The precarious fusion between the different factions of LGBT community may seem, at first glance, to be a convenient marriage but it isn’t really. The most glaring aspect is of course that the first three letters of that acronym deal with sexual orientation while the last one deals exclusively with gender identity; which is a pivotally important difference.
I do understand historically why the union exists however.
The stonewall riots of the 1960’s were led, in part, by transgendered people and in the common fight for inclusion and recognition of a discriminated minority there seemed to be a convergence of purpose there.
Things are different today.
Gays and lesbians have attained a greater degree of recognition and legal protection and are less visually offensive to the public. After all, you can’t pick out a gay person in a crowd; they don’t necessarily dress or look differently than everyone else. The same cannot always be said of the transgendered person.
We have a different battle for recognition.
One of the problems for the transgender community has been its lack of unity and it’s been far too busy infighting and trying to play the game of one-upmanship. Transsexuals look down on the transgender and she males who look down on the crossdresser.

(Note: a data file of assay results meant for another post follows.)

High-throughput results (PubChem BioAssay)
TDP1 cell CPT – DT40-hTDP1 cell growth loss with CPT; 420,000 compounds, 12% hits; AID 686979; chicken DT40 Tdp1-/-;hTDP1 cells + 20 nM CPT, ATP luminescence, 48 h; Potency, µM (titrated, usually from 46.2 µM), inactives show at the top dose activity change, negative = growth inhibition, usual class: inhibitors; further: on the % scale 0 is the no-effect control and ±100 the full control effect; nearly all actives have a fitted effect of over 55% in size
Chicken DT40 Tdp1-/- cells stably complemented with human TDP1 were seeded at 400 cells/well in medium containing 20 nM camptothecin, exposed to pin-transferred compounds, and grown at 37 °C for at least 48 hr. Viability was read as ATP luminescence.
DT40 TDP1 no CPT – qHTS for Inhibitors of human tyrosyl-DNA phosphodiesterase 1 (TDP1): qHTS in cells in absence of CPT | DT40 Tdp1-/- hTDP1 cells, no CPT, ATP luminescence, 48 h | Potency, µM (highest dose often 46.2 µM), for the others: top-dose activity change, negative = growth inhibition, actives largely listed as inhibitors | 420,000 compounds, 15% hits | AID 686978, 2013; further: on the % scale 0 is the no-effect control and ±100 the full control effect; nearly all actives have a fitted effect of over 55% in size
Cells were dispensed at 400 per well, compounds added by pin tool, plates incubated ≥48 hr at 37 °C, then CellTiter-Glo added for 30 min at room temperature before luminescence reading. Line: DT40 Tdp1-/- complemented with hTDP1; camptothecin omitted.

It’s a shame really because much of this is not about labels but about the general concept of gender dysphoria.
Newly transitioned women wanted to go stealth and disown their past. They just wanted to live their lives as normal women and you couldn’t blame them.
Crossdressers were busy hiding from society’s stares and even from their own families. They also could not be blamed.
Ostensibly however, everyone was running away.
Transitioned women like Janet Mock and Laverne Cox are starting to change that and they are embracing the umbrella that unites us. They understand that what relates us all is the incongruity that resides in our brains and makes us question our gender identity. Whether you transition or not is irrelevant; the very fact that you have spent any significant amount of your life questioning your gender identity or do not fit into the binary should be enough.
I agree with them.
So while the gay and lesbian communities do not ponder this hierarchy of legitimacy, the transgendered community has been mired in mudslinging as to who has a greater claim to a truer identity.
Well I am not a woman but I consider myself transgendered and that very fact unites many if not most of us.
It is probably time to unhitch the wagons and go on our own journey for public acceptance and legitimacy. I think the time may have come.